From fresh and dried fruit to cookies, wrapped candies, and iced cakes, a generous array of dessert treats tempts the viewer in C. P. Ream’s still life painting. As bountiful as these foods are the vessels holding them, notably the matched set of basket on the left, the sugar bowl and creamer on the right, and the tall mounted bowl that commands the center of the arrangement. These are placed on a marble tabletop (the edge of which bears the artist’s signature, at the right) against a plain dark background. Before them, ripe raspberries, green grapes, and an orange are set on a fringed yellow napkin, their perfect forms and lustrous surfaces contrasting with clusters of dessicated purple grapes and a solitary almond in the shell. All these things are delineated with a somewhat hard, literal realism that minutely inventories the distinct materiality of each object without distracting the viewer’s attention to artistic process, technique, or materials. If Ream intended to communicate a moral message through the juxtaposition of such contrasting objects as the fresh and preserved fruit, that end is subordinated to stimulating our anticipation of sensual pleasure.
A Regal Dessert, the title of a painting Ream exhibited at the Interstate Industrial Exposition in 1874, certainly describes this image. Until he moved to Chicago in 1878, Ream worked in New York, in close competition with his brother, Morston Constantine Ream, also an accomplished painter of still lifes. In the early part of his career, C. P. Ream specialized in the elaborate tabletop compositions that were highly popular during the prosperous Gilded Age, particularly the so-called dessert or dining room pictures intended to be displayed where the foods represented in them might be consumed. Such images offer a rich variety of edibles—including fruit, sweets, fish, and game— vying for admiration with luxurious vessels of glass, ceramic, or silver, often set on a marble, highly polished wood, or tapestry surface. Ream abandoned these manufactured objects as well as interior settings in such later works as Plums, of the mid-1890s.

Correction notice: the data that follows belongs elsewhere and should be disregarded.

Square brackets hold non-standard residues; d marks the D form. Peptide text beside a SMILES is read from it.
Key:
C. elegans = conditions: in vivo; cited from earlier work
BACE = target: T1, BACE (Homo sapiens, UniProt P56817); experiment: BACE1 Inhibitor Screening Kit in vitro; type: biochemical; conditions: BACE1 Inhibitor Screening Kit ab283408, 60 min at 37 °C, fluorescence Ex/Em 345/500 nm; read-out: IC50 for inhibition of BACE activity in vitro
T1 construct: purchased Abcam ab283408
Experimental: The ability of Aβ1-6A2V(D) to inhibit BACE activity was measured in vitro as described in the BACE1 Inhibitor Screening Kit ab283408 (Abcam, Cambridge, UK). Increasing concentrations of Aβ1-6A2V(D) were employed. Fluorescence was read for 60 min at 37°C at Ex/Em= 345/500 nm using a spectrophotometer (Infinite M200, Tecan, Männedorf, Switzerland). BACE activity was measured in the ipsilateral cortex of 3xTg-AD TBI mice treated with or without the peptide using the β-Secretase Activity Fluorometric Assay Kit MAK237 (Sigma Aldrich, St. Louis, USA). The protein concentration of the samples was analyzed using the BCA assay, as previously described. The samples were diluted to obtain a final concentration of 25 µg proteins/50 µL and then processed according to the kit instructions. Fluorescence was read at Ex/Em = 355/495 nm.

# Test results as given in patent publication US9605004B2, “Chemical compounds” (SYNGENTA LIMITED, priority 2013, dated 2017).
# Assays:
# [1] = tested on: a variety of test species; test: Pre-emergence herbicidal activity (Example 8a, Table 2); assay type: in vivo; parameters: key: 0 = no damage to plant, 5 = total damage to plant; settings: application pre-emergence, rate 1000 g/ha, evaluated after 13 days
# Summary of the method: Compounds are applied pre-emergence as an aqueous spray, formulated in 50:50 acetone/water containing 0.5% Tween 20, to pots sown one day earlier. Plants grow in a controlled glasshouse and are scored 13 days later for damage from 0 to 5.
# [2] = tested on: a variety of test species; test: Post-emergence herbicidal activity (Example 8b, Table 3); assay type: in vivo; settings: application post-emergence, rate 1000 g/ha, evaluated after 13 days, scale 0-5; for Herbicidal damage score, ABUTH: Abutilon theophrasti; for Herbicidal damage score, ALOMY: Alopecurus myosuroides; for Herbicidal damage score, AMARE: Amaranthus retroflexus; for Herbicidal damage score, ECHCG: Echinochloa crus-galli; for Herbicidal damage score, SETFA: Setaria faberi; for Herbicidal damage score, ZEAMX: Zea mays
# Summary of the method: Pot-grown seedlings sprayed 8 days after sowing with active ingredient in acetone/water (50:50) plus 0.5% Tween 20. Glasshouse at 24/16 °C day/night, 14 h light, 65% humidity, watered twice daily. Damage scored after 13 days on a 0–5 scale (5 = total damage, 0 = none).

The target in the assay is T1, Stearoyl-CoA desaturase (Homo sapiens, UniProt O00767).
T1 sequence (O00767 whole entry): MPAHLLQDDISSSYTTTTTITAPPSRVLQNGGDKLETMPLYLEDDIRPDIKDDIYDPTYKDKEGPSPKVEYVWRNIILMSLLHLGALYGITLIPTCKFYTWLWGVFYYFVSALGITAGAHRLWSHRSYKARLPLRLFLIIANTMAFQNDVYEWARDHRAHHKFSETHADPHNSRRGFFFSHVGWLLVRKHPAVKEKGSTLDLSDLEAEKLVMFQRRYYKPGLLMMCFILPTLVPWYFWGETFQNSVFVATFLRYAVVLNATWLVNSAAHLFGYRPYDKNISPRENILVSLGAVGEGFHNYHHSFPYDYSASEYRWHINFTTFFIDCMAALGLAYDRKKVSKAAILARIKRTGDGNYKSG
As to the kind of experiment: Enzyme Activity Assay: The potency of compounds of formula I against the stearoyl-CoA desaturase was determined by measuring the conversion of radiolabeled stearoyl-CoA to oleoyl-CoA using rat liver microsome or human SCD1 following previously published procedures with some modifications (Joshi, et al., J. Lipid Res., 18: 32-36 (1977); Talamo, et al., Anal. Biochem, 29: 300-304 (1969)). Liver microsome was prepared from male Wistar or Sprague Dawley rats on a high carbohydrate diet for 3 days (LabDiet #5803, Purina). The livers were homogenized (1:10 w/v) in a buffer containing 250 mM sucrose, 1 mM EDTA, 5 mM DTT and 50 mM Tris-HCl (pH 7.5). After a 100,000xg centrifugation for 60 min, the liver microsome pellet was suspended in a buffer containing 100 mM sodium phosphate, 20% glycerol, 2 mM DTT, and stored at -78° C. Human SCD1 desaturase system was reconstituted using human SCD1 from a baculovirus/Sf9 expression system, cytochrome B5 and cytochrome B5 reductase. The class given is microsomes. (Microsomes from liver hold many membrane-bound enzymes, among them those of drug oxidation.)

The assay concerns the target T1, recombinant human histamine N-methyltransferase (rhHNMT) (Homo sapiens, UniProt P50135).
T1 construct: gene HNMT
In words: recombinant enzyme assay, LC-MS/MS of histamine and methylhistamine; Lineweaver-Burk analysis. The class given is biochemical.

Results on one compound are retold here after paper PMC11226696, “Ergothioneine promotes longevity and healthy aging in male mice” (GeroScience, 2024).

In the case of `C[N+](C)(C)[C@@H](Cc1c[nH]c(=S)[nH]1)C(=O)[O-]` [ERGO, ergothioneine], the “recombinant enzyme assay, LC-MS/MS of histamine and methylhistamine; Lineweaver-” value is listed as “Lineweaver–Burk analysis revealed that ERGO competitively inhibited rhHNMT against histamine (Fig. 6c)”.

The pearl-handled knife at left that extends toward the viewer, a time-honored device to demonstrate the artist’s facility with the illusionistic construction of three-dimensional space, links Ream’s art to a still-life tradition with roots in seventeenth-century Holland. Other features of the picture locate it firmly in Ream’s time, however. The metalwork containers, with their repetitive pattern, dull finish, and decorative contrasts of light and dark, appear to be examples of Britannia ware (a pewter alloy) or electroplated silver, the production of which boomed in the mid-nineteenth century, bringing ornate serving pieces to middle-class consumers on a mass scale; the angular style of the handles of the sugar bowl and creamer are characteristic of the 1870s. The grapes and raspberries, two fruits not naturally available at the same time of the year, and the orange, a product of tropical regions, testify to broad range of luxury foods increasingly within reach of status-conscious Americans, while the varied fancy cookies and colorfully wrapped sweets are conspicuously store-bought rather than homemade, marking yet another innovation of the era’s urban culture. The artist may have chosen these foods not only to trumpet the enhanced accessibility of such dainties but with an eye to their variety of rich color. In the 1870s several of Ream’s paintings of this type were reproduced as chromolithographs by the Boston publisher Louis Prang & Company.
Wendy Greenhouse, PhD